Scubie Dew Lear is a poet of biddledom. The extinct dodo was endemic to Mauritius, an island nation of 1,200,000 east of Madagascar, Africa. Lewsi Carroll (1832-1898) was a Victorian, British poet and mathematician, from which many of the neologisms come. Introduced pigs and macaques may have been more instrumental in the demise of the dodo than humans.


A Change in the Narrative
          by Cadwel E. Bruise
          “…a pretty large number of the inhabitants of Boston…”
              —Nathaniel Hawthorne, “The Scarlet Letter”

The light I saw in Boston grew much dimmer every day,
as the Bostonians began to toss their works away.
Anne Bradstreet couldn’t make the grade, the tenth muse had to go,
along with Taylor, Hawthorne and crude Edgar Allan Poe.

Longfellow, too, would have to leave with Lowell and Wittier.
Thoreau was never wanted; none could get much grittier.
Holmes too would have to leave with Sprague and spinster Dickinson,
and what about Alcott and Holmes, as well as Emerson?

It’s even time for Mother Goose to take a bow and fly.
That Boston had a literary past was juat a lie.
Apparently, the lettered birthplace of America,
to no surpise, was not in Boston. Change the narrative.

In this unprecedented time of a global pandemic, it is important to listen to those on the front line, the doctors and the nurses, those who face disease daily. With over 3,000,000 cases of COVID-19, the US leads the World, followed by Brazil, India, and Russia. With over 100,000 deaths, the US leads the World in COVID-19 deaths, followed by Brazil, UK, Italy and Mexico. The reliability of low data is questionable in countries, like China, where nurses and doctors who say things the Communist Party doesn’t like are disappeared. But, even in the US, some doctors and nurses voices are being discounted.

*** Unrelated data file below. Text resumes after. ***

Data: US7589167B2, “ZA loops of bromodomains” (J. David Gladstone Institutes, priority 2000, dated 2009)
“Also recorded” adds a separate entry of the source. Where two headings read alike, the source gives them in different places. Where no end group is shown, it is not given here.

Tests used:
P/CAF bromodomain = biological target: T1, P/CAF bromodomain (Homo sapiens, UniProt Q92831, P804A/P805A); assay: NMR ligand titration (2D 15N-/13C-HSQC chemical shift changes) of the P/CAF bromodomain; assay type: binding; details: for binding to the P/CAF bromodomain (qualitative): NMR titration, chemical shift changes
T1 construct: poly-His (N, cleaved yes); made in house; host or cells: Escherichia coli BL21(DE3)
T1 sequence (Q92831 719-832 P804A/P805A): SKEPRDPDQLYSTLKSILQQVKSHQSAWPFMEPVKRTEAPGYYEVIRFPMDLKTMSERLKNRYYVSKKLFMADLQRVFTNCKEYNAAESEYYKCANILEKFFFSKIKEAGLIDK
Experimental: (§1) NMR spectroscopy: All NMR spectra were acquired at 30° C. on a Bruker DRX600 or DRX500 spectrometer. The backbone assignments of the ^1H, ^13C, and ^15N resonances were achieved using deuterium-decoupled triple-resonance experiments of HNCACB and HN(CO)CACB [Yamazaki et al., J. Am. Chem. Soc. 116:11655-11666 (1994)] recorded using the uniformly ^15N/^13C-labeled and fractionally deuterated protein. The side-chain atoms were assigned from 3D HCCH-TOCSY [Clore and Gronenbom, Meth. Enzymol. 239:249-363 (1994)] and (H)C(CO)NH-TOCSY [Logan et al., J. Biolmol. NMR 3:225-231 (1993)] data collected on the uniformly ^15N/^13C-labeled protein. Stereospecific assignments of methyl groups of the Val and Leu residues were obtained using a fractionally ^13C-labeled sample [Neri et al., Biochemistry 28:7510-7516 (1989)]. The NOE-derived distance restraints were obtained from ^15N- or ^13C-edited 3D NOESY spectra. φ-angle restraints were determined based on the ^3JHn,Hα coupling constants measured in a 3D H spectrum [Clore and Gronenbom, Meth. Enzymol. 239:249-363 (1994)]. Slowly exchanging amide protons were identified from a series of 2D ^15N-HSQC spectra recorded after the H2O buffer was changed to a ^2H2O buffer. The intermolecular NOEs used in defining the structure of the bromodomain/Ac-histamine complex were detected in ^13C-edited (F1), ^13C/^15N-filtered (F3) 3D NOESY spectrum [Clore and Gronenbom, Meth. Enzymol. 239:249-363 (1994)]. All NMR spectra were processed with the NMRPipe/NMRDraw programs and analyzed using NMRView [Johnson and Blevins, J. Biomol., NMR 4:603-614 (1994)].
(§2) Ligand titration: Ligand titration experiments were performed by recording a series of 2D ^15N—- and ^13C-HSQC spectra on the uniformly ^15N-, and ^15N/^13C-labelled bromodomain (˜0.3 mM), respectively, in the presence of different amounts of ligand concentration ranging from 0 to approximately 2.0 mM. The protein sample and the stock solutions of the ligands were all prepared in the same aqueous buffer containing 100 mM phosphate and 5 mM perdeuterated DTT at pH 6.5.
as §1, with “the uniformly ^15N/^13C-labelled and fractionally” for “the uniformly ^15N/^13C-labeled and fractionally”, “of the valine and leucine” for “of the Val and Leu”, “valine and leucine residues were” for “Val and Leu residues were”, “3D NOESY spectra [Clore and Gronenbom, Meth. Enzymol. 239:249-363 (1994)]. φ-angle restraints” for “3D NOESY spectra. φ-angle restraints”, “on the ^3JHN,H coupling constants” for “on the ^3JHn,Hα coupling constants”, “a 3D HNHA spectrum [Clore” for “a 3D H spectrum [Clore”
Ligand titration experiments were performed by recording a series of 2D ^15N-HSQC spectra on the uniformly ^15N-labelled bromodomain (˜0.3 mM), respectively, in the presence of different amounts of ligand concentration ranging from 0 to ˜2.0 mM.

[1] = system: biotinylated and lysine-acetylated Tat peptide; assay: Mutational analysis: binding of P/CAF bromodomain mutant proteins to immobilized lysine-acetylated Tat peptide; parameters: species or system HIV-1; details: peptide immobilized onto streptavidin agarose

Words of Nursing Dean Doctor Neal-Boylan
          by Cadwel E. Bruise

“I despair
for our future as a nation,
if we do not stand up against
violence against anyone.

Black lives matter,
but also, every life matters.

No one should have to live in fear
that they will be targeted
for how they look or what they believe.”

Cadwel E. Bruise is a poet of New England. The words of Nursing Dean Doctor Neal-Boylan which caused her to be summarily terminated from UMass, condemned without trial, remind me of the Salem witch trials, which Hawthorne attacked in “The Scarlet Letter”, and which Arthur Miller (1915-2005) used in “The Crucible” as a metaphor for persecuting others of differing views.


Remembering Billy
          by “Wild” E. S. Bucaree

When Billy came into the town, men-folk would turn away.
They didn’t want to be shot down and tossed into the hay.
But there was one guy who would not be cowered by his gun.
He would stand up and face him squarely in the blinding sun;
or as it happened near midnight; he came with attitude.
A man sprang quickly to the door, a stout, bareheaded dude.
Barefooted, or in stockings, a revolver in his hand,
he came directly toward him, o, Pat Garrett, sat there, man.

He came up close to Pat, and leaned both hands upon the bed.
His right hand almost touched his knee. “Who are they, Pete?” he said.
At that same instant, Maxwell whispered out, “That’s him!” He fled,
and raised his pistol, a self-cocker, to his chest, and head.
He drew his own revolver, shot, and threw his bod’, perforce.
He gasped for breath, he never spoke, so beautiful his corpse.
The Kid was with his many victims; Pat was still alive.
He did his best to meet that test, and did not take a dive.

“Wild” E. S. Bucaree is a poet of the Wild West. Pat Carrett (1850=1906) was an American sheriff, who shot Billy the Kid, i. e., William Bonney (1859-1881), an American outlaw.